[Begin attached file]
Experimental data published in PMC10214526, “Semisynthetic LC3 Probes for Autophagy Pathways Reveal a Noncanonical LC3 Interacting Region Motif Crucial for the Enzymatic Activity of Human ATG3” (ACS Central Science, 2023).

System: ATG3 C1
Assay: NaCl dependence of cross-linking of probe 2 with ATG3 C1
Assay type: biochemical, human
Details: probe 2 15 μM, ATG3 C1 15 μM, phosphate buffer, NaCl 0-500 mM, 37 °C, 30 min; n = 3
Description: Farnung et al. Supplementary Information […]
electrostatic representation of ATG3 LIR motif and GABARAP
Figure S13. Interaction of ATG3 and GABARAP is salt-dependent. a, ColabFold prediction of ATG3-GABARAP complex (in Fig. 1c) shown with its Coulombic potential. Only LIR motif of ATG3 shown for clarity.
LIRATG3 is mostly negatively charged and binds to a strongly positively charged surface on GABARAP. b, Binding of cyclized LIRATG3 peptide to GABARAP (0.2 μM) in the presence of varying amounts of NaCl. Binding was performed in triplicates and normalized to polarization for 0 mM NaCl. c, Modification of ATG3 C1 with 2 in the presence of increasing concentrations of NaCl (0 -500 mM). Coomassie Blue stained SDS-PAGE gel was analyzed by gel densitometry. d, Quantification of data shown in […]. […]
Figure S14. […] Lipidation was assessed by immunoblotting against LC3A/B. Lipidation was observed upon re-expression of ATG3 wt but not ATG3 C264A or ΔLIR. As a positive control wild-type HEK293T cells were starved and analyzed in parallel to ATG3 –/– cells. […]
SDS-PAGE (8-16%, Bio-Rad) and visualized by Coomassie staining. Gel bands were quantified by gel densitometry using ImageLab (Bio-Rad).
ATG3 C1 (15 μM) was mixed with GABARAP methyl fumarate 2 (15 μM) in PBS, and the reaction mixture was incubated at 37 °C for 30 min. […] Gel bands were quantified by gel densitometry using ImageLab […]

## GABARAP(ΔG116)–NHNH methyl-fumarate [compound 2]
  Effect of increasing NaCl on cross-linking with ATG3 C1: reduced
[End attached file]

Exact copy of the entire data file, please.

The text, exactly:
Experimental data published in PMC10214526, “Semisynthetic LC3 Probes for Autophagy Pathways Reveal a Noncanonical LC3 Interacting Region Motif Crucial for the Enzymatic Activity of Human ATG3” (ACS Central Science, 2023).

System: ATG3 C1
Assay: NaCl dependence of cross-linking of probe 2 with ATG3 C1
Assay type: biochemical, human
Details: probe 2 15 μM, ATG3 C1 15 μM, phosphate buffer, NaCl 0-500 mM, 37 °C, 30 min; n = 3
Description: Farnung et al. Supplementary Information […]
electrostatic representation of ATG3 LIR motif and GABARAP
Figure S13. Interaction of ATG3 and GABARAP is salt-dependent. a, ColabFold prediction of ATG3-GABARAP complex (in Fig. 1c) shown with its Coulombic potential. Only LIR motif of ATG3 shown for clarity.
LIRATG3 is mostly negatively charged and binds to a strongly positively charged surface on GABARAP. b, Binding of cyclized LIRATG3 peptide to GABARAP (0.2 μM) in the presence of varying amounts of NaCl. Binding was performed in triplicates and normalized to polarization for 0 mM NaCl. c, Modification of ATG3 C1 with 2 in the presence of increasing concentrations of NaCl (0 -500 mM). Coomassie Blue stained SDS-PAGE gel was analyzed by gel densitometry. d, Quantification of data shown in […]. […]
Figure S14. […] Lipidation was assessed by immunoblotting against LC3A/B. Lipidation was observed upon re-expression of ATG3 wt but not ATG3 C264A or ΔLIR. As a positive control wild-type HEK293T cells were starved and analyzed in parallel to ATG3 –/– cells. […]
SDS-PAGE (8-16%, Bio-Rad) and visualized by Coomassie staining. Gel bands were quantified by gel densitometry using ImageLab (Bio-Rad).
ATG3 C1 (15 μM) was mixed with GABARAP methyl fumarate 2 (15 μM) in PBS, and the reaction mixture was incubated at 37 °C for 30 min. […] Gel bands were quantified by gel densitometry using ImageLab […]

## GABARAP(ΔG116)–NHNH methyl-fumarate [compound 2]
  Effect of increasing NaCl on cross-linking with ATG3 C1: reduced